Though popularized in the Victorian era, Valentine’s Day had been celebrated for centuries prior. Hand-made paper cards from the mid-17th century dot a few museums around the world, but this isn’t a comprehensive history on a holiday that is loved and loathed in equal (perhaps not-equal…) measure. It’s about a certain era we all know and love. That’s right. The disco era.
Okay, not really, though women’s fashions did start to channel the regency. That’s a post for another day.
By 1826, according to Hone’s Every-day Book, “Two hundred thousand letters beyond the usual daily average, annually pass through the twopenny post-office in London on St. Valentine’s Day.” That’s quite an impressive amount of mail for the population of the time! At the volume, the holiday was by no means new. It was certainly much older than this era, but let’s try to focus on something other than poor mail clerks trying to handle nearly a quarter million letters, all by hand, on one day alone.
The earliest printed card known to exist is from January 1797, and was printed in the common method of plate dipped in ink, pressed on paper, and the resulting image painted by hand. We have one John Fairburn of 146, Minories, London to thank for this treasure, and he is the producer. The text on the image to the right is difficult to read, but it states:
Since on this ever Happy day,
All Nature’s full of Love and Play
Yet harmless still if my design,
‘Tis but to be your Valentine.
Rather a sweet little poem.
But shortly before this, the popular type of card was one that, in many ways, brings back memories for those of us in high school in the 90’s or earlier, back in the days when passing a note to a friend in class or when you didn’t have time to stop and talk in the hall, and instead had to do this thing called write a note by hand, and then fold it small enough to hand off. Oh, the days before digital leashed, when a note was something tangible and personal, from the hand of a friend or significant other to yours. They meant something. They took a bit more thought since you couldn’t hit a back button. And then they took a little time to fold. Even the silliest one from a friend was something we wanted to keep because they meant something.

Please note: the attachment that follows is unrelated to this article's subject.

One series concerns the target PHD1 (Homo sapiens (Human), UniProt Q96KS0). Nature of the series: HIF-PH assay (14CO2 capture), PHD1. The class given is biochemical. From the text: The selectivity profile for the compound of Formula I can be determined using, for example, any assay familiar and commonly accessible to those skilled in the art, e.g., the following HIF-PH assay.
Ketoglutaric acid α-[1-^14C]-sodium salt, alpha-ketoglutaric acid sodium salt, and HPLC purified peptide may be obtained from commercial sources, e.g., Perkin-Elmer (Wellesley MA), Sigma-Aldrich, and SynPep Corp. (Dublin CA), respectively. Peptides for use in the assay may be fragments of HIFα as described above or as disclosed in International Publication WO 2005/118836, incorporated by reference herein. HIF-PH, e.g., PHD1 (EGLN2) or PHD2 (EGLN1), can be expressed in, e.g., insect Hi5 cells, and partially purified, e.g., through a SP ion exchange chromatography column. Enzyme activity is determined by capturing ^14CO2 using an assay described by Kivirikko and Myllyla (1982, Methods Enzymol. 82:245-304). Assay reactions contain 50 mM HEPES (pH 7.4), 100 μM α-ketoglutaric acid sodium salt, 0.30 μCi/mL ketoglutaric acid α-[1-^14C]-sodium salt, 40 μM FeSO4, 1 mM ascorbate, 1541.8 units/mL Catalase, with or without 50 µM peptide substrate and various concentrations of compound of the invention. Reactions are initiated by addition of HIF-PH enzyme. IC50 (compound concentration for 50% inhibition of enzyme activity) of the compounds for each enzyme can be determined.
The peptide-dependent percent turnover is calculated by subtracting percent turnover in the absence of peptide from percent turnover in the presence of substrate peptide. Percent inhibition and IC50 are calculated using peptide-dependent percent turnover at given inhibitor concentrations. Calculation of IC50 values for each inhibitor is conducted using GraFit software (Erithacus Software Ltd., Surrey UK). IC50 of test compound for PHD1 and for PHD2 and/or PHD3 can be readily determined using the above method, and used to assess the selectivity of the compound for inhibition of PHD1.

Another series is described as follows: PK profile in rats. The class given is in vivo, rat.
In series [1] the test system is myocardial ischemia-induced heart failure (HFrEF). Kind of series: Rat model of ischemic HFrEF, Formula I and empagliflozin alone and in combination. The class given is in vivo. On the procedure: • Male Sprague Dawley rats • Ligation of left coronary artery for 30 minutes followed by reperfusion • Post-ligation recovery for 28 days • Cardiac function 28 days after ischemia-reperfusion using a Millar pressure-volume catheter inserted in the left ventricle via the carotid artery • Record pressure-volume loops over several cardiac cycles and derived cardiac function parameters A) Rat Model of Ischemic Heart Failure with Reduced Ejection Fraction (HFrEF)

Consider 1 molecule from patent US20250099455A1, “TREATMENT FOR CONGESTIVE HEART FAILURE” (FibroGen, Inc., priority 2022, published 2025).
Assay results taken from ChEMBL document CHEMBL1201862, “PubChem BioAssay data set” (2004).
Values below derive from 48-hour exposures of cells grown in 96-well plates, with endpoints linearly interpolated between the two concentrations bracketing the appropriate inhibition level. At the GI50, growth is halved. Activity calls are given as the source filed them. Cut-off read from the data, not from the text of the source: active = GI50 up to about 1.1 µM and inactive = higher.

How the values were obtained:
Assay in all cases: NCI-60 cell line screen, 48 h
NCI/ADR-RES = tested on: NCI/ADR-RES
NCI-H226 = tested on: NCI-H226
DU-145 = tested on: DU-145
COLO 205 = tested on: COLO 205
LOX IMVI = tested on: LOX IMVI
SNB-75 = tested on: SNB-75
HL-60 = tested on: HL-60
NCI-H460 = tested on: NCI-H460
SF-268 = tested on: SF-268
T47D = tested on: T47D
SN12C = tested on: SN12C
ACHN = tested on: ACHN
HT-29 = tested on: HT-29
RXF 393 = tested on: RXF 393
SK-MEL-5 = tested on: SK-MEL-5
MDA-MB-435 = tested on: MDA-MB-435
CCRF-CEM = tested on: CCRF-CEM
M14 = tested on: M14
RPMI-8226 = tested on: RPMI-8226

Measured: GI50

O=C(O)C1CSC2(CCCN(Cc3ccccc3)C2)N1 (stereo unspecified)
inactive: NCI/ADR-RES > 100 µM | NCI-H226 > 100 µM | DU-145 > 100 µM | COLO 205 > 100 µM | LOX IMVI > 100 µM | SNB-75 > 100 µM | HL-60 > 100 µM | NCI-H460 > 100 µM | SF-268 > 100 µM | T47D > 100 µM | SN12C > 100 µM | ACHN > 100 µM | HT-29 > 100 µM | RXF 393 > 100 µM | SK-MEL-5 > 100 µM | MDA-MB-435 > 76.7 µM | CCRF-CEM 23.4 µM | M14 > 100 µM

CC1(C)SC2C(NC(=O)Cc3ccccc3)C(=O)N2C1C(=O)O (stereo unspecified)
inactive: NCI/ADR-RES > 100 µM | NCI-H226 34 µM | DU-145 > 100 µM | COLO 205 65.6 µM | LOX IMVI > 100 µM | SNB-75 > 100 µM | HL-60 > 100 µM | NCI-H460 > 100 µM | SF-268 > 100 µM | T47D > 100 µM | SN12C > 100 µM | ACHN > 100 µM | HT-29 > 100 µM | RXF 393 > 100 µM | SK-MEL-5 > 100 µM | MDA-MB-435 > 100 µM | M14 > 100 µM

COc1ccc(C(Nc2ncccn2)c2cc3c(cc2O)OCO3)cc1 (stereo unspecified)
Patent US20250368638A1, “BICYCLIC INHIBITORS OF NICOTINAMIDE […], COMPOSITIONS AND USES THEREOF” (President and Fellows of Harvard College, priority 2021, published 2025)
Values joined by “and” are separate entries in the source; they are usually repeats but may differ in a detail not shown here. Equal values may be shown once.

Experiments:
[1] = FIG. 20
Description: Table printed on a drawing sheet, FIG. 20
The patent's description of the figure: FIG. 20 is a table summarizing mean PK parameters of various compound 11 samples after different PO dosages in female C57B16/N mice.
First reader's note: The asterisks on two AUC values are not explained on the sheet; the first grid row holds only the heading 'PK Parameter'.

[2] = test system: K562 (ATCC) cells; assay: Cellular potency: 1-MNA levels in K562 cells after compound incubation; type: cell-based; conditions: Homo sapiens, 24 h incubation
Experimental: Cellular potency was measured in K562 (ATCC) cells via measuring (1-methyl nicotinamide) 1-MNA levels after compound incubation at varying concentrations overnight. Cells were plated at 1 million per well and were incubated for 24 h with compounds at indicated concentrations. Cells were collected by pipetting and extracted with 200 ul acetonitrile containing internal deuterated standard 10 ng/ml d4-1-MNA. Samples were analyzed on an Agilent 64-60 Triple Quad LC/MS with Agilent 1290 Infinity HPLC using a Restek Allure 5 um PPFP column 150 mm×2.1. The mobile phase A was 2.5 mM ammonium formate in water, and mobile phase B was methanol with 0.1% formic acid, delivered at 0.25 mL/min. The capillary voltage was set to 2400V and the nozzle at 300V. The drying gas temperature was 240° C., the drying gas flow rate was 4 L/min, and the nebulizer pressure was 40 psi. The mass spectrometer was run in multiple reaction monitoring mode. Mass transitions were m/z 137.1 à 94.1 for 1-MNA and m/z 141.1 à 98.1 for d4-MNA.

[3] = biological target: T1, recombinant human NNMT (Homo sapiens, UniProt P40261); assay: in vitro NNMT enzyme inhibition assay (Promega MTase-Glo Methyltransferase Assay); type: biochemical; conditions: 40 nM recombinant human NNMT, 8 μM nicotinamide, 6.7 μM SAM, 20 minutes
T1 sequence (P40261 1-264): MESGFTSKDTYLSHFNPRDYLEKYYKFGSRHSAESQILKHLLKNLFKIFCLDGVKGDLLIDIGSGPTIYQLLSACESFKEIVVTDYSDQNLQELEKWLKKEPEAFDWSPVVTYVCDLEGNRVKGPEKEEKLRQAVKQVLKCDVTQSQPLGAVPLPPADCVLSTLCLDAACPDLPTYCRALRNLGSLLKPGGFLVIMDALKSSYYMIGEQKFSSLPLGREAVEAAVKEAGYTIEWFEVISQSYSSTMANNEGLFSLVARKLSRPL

Well, people in days of many yores ago appreciated the extra streps of a folded note too, something beyond the wax seal and stamp in place of licking a bitter envelope.
This charming painted heart note, known as a puzzle purse, took considerable time and effort. At each step of folding, the giver had to draft his words, then paint the images he wanted. Some of them are just so precious, including a small heart with a fairly detailed arrow. You can read the entire text of the note, fold by fold, at this link from the Postal Heritage Museum. It remained one of the more popular note types to pass to a lover for many decades to come.
If you would like to try your hand at a regency-esque Valentine that will bring a smile to even the most hardened of non-fans of this day, pull up a chair, a whole ream of paper, some wine for the headache you’re about to receive, and see if you can figure out this very complicated design. This is the unfolding process of the 1790 puzzle purse above. Surely the reverse must result in a how-to.
Or you can spare yourself the headache and try this simpler design popular from the Victorian era onward (this video shows the process easier, and this one shows several lovely ones), and ponder how much men and ladies of the regency era may have loved the romance of Valentine’s Day or loathed to participate. There are some things that are unlikely to change, though, thankfully, someone devised an easier way to make a type of puzzle purse so that we may participate to some extent in this regency tradition.
Have a very happy Valentine’s Day, whatever you plan to do today.